Ten day limit set for non-residency

Jeannette McLellan Tax Partner at Bevan and Buckland

Jeannette McLellan

The Government is looking to provide a statutory framework to the rules that determine tax residence for individuals which could mean that some non-residents will only be able to spend 10 days in the UK if they want to be treated as a non UK resident for tax purposes.

Within two new consultation documents – the second of which deals with the reform of the taxation on non-domiciled individuals, the Government has admitted that the current rules that determine tax residence for individuals are overly complicated and unclear.

This consultation outlines three new categories under the residency testing rules:

Category A: conclusive non-resident

Category B: conclusive resident

Category C: individuals that do not fall into either of those two categories.

The residency test will take into account ‘connection’ factors such as family, accommodation, substantive work in the UK, UK presence in previous years and time spent in the UK compared with other countries.

Residency tests for categories A and B will be based on  counting the number of days spent in the UK, so those spending fewer than 10 days in the UK would be counted as non-resident regardless of other factors.

Those who work full time abroad will also be non-resident, as will those who have been non-resident in the UK in each of the previous three tax years (currently known as “arrivers”)  and who have spent less than 45 days in the UK in the current tax year.

Those who will definitely be counted as resident i.e. Category B’s are individuals who spend more than 183 days in the UK or have only one home and that home is in the UK.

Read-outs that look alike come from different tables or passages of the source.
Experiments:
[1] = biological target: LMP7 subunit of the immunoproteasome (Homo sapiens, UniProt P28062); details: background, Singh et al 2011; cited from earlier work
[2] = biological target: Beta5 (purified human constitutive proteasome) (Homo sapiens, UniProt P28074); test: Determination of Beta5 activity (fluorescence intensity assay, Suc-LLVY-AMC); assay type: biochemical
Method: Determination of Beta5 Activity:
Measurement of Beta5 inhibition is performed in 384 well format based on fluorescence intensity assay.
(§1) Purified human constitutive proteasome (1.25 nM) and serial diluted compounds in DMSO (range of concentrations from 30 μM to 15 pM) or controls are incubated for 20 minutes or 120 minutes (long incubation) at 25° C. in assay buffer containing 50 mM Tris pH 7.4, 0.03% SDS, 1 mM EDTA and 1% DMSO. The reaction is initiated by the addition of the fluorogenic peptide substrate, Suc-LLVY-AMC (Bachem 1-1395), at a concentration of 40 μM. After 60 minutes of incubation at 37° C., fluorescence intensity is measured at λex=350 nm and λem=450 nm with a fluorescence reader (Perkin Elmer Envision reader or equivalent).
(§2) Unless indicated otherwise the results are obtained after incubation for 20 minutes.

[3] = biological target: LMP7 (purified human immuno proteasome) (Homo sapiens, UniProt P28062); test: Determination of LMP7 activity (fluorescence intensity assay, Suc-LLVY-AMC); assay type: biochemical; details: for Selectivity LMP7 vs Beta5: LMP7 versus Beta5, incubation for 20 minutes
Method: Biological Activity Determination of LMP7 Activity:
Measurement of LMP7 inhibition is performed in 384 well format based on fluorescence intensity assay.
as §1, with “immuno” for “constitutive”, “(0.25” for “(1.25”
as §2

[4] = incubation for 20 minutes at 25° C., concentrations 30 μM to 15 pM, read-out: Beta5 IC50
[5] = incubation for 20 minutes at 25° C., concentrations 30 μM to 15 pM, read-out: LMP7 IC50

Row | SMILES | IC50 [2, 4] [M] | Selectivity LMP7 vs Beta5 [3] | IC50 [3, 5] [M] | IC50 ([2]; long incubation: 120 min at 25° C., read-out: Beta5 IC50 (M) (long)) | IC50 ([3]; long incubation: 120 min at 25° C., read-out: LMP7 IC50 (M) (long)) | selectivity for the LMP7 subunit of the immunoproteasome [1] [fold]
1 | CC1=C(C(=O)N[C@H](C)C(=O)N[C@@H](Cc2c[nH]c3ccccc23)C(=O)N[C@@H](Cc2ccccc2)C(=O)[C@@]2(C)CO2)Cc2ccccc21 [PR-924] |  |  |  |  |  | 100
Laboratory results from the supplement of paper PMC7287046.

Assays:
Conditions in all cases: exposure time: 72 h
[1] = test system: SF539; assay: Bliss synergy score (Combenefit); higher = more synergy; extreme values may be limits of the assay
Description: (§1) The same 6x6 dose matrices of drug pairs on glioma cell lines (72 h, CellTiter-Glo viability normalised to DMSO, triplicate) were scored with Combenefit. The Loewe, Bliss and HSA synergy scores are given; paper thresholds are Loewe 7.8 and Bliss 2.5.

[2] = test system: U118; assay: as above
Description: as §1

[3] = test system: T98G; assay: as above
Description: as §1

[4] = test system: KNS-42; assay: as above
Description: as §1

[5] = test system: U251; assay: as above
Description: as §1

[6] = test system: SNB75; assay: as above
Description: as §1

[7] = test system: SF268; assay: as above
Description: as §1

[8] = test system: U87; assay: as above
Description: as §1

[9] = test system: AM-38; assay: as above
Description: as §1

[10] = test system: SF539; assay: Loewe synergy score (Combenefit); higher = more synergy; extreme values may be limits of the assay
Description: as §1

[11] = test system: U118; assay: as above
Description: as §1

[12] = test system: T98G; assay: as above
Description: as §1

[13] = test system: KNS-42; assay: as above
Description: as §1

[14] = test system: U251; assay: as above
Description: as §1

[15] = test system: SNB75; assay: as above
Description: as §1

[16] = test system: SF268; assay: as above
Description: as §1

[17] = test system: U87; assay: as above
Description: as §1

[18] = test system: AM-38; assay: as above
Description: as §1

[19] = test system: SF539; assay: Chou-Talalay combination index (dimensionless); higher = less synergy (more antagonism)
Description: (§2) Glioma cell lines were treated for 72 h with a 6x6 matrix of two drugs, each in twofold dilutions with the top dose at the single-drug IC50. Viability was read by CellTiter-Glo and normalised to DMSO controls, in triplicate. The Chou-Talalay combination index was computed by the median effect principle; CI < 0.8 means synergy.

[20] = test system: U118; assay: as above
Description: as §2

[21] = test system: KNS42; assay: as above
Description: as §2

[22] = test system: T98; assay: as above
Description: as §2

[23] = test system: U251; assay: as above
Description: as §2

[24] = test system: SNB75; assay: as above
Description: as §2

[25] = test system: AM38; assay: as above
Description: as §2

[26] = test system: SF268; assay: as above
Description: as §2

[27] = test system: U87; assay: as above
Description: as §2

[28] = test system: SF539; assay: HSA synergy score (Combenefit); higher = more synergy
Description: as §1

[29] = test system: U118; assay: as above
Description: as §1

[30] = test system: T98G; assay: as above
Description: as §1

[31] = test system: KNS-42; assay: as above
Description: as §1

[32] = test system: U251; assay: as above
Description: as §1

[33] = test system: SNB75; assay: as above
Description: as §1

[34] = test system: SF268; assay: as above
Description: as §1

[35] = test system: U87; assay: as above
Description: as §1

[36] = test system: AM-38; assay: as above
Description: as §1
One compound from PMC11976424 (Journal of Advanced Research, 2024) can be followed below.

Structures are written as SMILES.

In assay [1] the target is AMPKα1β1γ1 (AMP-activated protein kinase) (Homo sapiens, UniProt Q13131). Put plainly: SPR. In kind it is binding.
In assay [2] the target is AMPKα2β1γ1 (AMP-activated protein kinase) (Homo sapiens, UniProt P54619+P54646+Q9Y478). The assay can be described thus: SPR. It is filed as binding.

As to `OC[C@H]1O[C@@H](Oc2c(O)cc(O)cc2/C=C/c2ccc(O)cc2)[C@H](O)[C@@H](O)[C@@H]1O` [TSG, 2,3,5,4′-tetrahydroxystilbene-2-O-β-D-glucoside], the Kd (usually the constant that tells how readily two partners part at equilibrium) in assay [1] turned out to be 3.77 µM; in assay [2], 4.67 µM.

For people who do not fall into either category, the consultation defines four factors that will be reviewed.

  • A UK resident family
  • Has substantive UK employment
  • Has accessible accommodation in the UK
  • Has spent 90 days or more in the UK in either of the previous two tax years.

The proposed rules mean that the tax authorities will in future take into account factors such as whether an individual owns property in the UK or still has a partner or children living in the country when determining their residency status.

In the second consultation, the Government has indicated that it could potentially abolish the tax liability of non-domiciled individuals on money they bring into the country – as long as the money is invested in a UK-registered company.

As part of these proposed changes, the annual charge that they must pay to HMRC will increase from £30,000 to £50,000.

How can Bevan and Buckland help?

We represent a number of non-resident and non domiciled clients, regularly advising on tax planning as well as other financial planning areas such as off-shore accounts.

If you are concerned that you may be affected by these new consultations then why not come and talk to our tax team or contact us on 01792 410100 or email us at tax@bevanbuckland.co.uk.

You can also get more advice by following @bevanbuckland on twitter or register for our email newsletter

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